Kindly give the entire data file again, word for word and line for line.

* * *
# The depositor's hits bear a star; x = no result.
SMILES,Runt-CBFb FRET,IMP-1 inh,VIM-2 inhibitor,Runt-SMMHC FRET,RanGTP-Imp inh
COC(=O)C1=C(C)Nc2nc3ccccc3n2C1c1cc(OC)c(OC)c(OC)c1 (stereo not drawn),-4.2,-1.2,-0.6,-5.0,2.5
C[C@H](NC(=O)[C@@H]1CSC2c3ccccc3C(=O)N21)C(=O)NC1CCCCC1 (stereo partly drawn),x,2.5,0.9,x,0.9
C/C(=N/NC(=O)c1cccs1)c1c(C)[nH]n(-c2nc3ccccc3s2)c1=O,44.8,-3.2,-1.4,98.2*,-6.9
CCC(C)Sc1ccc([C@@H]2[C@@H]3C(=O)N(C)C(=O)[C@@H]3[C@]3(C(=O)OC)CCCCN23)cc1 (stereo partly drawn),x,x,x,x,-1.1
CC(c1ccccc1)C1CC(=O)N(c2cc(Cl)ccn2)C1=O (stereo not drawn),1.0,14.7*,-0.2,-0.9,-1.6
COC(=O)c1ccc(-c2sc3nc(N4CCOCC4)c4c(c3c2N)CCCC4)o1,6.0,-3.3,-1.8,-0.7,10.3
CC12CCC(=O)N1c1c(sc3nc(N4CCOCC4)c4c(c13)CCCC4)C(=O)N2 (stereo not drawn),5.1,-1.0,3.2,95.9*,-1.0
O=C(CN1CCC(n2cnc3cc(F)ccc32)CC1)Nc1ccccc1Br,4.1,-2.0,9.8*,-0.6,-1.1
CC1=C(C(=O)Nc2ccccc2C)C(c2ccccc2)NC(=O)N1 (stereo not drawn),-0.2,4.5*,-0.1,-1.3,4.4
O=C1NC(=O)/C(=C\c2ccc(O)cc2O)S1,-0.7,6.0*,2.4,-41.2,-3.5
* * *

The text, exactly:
# The depositor's hits bear a star; x = no result.
SMILES,Runt-CBFb FRET,IMP-1 inh,VIM-2 inhibitor,Runt-SMMHC FRET,RanGTP-Imp inh
COC(=O)C1=C(C)Nc2nc3ccccc3n2C1c1cc(OC)c(OC)c(OC)c1 (stereo not drawn),-4.2,-1.2,-0.6,-5.0,2.5
C[C@H](NC(=O)[C@@H]1CSC2c3ccccc3C(=O)N21)C(=O)NC1CCCCC1 (stereo partly drawn),x,2.5,0.9,x,0.9
C/C(=N/NC(=O)c1cccs1)c1c(C)[nH]n(-c2nc3ccccc3s2)c1=O,44.8,-3.2,-1.4,98.2*,-6.9
CCC(C)Sc1ccc([C@@H]2[C@@H]3C(=O)N(C)C(=O)[C@@H]3[C@]3(C(=O)OC)CCCCN23)cc1 (stereo partly drawn),x,x,x,x,-1.1
CC(c1ccccc1)C1CC(=O)N(c2cc(Cl)ccn2)C1=O (stereo not drawn),1.0,14.7*,-0.2,-0.9,-1.6
COC(=O)c1ccc(-c2sc3nc(N4CCOCC4)c4c(c3c2N)CCCC4)o1,6.0,-3.3,-1.8,-0.7,10.3
CC12CCC(=O)N1c1c(sc3nc(N4CCOCC4)c4c(c13)CCCC4)C(=O)N2 (stereo not drawn),5.1,-1.0,3.2,95.9*,-1.0
O=C(CN1CCC(n2cnc3cc(F)ccc32)CC1)Nc1ccccc1Br,4.1,-2.0,9.8*,-0.6,-1.1
CC1=C(C(=O)Nc2ccccc2C)C(c2ccccc2)NC(=O)N1 (stereo not drawn),-0.2,4.5*,-0.1,-1.3,4.4
O=C1NC(=O)/C(=C\c2ccc(O)cc2O)S1,-0.7,6.0*,2.4,-41.2,-3.5